House Republican Leadership is expected to bring their version of 2018 Farm Bill, H.R. 2, to the House floor this week for debate and a vote, but the bill’s fate will first be determined by the House Rules Committee.
The House Rules Committee will meet late Tuesday to set the terms of debate and again on Wednesday afternoon to decide which of the over 100 proposed amendments will be considered, but USA Rice is not waiting for the final list.
“We know there are some controversial proposed amendments that would damage or dismantle the farm safety net,” said Ben Mosely, USA Rice vice president of government affairs.
“We’re asking our members to contact their representatives now to remind them of the rice industry’s economic impact in their districts and also to urge them to oppose amendments that would alter the commodities title that, if adopted, compromises the rice industry’s support of this bill.”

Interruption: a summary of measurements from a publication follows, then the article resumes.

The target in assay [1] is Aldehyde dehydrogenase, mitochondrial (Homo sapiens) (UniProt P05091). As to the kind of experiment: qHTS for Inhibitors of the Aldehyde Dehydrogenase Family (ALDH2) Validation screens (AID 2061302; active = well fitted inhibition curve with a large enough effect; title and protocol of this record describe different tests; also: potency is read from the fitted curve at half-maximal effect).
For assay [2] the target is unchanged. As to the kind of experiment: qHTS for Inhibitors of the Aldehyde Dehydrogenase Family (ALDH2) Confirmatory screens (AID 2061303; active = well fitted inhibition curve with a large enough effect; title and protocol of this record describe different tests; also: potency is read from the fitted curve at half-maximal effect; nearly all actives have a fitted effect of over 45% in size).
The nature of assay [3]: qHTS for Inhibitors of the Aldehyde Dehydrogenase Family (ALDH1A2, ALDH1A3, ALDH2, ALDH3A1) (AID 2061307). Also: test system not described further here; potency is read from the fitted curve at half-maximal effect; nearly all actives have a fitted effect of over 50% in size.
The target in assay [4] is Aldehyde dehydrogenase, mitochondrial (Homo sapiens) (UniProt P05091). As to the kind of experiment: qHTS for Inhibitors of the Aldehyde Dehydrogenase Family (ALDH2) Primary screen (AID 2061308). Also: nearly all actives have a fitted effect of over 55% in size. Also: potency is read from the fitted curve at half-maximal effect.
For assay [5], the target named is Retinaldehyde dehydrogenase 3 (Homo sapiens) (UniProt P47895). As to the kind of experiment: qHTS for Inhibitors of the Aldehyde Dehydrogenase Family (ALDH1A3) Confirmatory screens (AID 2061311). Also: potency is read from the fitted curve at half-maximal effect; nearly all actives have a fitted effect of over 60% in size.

Mosely said USA Rice is specifically tracking amendments that would weaken the farm safety net, including unworkable payment limitations and means testing reducing the access to and effectiveness of commodity and conservation programs, and amendments that threaten crop insurance.
“USA Rice supports the positive provisions for the rice industry in the committee-passed bill and opposes all harmful amendments that would undermine the farm safety net and jeopardize passage. There is a short and finite timeframe to pass a new Farm Bill before the current legislation expires on September 30,” Mosely said.
“A core purpose of the Farm Bill is to ensure farmers have the tools they need to protect themselves against factors beyond their control, such as weather, natural disasters, tariffs, and trade barriers. A strong Farm Bill in 2018 is essential to provide long-term certainty and price protections for the rice industry in a time of steep decline in net farm income.”
USA Rice will be in touch with Congressional offices throughout the debate to ensure that Congress understands our priorities.
“We will continue to communicate with our members as Farm Bill developments transpire, and encourage them to ask their members of Congress to oppose these harmful amendments and seek passage of a practical and effective bill,” said Mosely.
Votes on amendments could potentially begin on Wednesday, May 16.